The majority of Internet spam still is coming from the U.S., but the country is making headway in fighting mass e-mail attacks, according to the most recent analysis from security authority Sophos.
The company's latest "dirty dozen" report listing the top 12 spamming countries shows that the U.S. remains the worst offender, but is relaying significantly less of the world's spam than it did a year ago, while spam traffic from China and South Korea increased substantially.
Zombies on the Rise
At the same time, detecting the origins of spam is becoming more difficult as the use of zombie computers -- hijacked PCs infected by malware -- now accounts for 60 percent of all such attacks, Sophos reports. The evolving nature of spamming now allows culprits to be in a different country than the computers they exploit.
While the United States, South Korea and China (including Hong Kong) still account for more than 50 percent of all spam, the United States (down to 26 percent from 42 percent in 2004) and Canada (down to 3 percent from 7 percent in 2004) have reduced their roles in the problem significantly.
By contrast, the percentage of spam generated in China and Hong Kong shot from 9 percent in 2004 to 16 percent this year; South Korea saw a leap from 12 percent to 20 percent.
The problem is worse in the U.S. and South Korea because of the higher number of computer users with broadband connections, which makes it easier for spammers to do their dirty work.
ISPs Making Headway
"In North America, [Internet service providers] are sharing more knowledge on how to combat spammers and are educating users about the problem," said Graham Cluley, senior technology consultant for Sophos. Also having an effect in the U.S. is enforcement of the CAN-SPAM Act, he said, which has resulted in some spammers going to jail or being forced to relocate overseas.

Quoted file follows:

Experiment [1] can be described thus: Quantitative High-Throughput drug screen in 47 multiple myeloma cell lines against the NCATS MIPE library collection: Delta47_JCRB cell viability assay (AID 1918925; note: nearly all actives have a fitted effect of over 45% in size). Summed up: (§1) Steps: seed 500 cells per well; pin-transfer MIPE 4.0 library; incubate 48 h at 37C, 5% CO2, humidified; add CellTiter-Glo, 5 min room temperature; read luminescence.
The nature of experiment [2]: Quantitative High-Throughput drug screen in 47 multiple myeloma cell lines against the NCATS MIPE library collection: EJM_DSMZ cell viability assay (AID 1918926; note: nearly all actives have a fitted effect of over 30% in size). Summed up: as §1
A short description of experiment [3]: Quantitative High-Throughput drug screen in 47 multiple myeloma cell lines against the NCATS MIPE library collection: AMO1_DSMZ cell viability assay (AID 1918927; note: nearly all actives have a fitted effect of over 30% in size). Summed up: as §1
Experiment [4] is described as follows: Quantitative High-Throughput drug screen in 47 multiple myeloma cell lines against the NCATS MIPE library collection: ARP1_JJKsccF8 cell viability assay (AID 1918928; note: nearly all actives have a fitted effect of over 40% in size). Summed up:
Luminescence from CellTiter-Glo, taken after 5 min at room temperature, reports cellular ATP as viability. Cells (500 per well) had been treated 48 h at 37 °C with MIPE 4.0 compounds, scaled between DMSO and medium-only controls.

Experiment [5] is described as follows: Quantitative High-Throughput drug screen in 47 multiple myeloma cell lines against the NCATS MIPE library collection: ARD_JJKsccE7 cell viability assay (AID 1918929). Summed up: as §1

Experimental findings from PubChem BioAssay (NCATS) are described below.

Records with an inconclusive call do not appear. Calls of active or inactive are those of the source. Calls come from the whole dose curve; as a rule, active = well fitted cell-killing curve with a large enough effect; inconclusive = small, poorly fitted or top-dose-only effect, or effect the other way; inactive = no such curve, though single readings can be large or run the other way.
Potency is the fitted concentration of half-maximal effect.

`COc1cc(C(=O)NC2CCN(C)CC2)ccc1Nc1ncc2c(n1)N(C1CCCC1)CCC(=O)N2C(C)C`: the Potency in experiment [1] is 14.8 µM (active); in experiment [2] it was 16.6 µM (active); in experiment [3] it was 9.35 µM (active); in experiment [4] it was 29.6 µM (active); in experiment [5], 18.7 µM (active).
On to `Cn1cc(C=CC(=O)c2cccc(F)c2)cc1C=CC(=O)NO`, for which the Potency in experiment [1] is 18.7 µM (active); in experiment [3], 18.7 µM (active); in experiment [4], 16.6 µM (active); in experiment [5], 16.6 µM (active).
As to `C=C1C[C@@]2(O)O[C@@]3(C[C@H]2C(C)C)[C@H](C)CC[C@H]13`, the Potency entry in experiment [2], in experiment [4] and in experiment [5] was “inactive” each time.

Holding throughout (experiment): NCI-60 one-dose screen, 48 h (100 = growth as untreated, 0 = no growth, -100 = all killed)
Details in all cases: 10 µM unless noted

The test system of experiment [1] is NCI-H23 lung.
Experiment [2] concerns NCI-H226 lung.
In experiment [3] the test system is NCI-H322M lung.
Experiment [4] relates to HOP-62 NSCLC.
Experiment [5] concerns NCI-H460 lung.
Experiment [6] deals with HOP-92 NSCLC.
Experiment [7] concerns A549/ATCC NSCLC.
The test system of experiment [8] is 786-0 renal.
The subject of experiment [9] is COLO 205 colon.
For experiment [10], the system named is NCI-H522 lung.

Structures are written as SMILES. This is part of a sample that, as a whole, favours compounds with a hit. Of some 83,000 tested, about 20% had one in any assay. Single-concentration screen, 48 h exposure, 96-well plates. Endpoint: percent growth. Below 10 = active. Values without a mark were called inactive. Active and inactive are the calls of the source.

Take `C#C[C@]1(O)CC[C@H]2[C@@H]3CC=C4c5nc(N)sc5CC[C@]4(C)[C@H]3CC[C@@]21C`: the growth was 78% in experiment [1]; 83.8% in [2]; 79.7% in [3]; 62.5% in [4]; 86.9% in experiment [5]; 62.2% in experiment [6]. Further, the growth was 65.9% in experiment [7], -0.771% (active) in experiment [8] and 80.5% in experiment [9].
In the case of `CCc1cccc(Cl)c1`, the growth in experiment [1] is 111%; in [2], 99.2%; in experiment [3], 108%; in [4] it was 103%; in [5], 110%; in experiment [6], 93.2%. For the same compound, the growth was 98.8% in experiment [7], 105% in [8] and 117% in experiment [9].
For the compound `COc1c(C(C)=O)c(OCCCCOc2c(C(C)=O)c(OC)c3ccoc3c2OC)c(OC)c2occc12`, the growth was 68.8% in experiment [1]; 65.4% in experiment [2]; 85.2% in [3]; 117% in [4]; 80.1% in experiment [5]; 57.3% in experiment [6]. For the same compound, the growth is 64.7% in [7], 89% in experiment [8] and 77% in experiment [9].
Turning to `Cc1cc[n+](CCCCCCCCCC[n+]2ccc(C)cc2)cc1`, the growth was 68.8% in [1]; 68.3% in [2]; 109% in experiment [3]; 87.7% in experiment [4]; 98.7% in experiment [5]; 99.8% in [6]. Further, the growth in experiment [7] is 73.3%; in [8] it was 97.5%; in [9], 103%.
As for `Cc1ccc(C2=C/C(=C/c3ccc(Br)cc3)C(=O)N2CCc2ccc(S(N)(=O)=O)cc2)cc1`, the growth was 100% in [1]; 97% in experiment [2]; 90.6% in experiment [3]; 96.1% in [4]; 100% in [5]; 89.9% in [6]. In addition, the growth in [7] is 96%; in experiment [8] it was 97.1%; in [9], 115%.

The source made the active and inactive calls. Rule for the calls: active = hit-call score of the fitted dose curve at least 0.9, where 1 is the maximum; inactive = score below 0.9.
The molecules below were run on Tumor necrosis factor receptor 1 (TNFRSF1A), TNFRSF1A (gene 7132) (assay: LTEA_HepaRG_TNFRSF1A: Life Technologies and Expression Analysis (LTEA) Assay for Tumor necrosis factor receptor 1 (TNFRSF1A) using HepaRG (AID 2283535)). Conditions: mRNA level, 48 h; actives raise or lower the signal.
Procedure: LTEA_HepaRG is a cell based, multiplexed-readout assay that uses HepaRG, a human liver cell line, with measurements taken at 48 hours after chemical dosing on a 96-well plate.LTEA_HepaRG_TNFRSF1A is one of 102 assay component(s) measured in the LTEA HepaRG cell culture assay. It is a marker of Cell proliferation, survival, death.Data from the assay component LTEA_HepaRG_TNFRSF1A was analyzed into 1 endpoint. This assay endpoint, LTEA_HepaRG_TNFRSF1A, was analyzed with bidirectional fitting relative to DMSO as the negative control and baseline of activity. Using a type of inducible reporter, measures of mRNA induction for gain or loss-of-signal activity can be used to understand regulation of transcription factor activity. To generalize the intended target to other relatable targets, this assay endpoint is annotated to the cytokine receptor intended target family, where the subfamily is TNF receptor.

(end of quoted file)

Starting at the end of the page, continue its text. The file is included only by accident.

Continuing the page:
The introduction of Windows XP SP2 a year ago, with its improved security, has done much to defend home users from computer hijacking, Cluley said. The concern now is that spammers will turn to other net-based scams, such as spyware and identity-theft malware, to make a quick buck, he said.
Faced with international awareness and country-specific legislation, spammers increasingly are turning to illegitimate service providers, virus writers, and hackers. By taking control of unprotected PCs, hackers can relay spam, launch denial-of-service attacks or steal user information, without detection, Sophos reports.
Cluley urged computer users to keep their antivirus software up to date, run a properly configured firewall and install the latest software patches.
The "dirty dozen" list is as follows:
1. United States 26.35%
2. South Korea 19.73%
3. China and Hong Kong 15.70%
4. France 3.46%
5. Brazil 2.67%
6. Canada 2.53%
7. Taiwan 2.22%
8. Spain 2.21%
9. Japan 2.02%
10. United Kingdom 1.55%
11. Pakistan 1.42%
12. Germany 1.26%
Other nations: 18.88%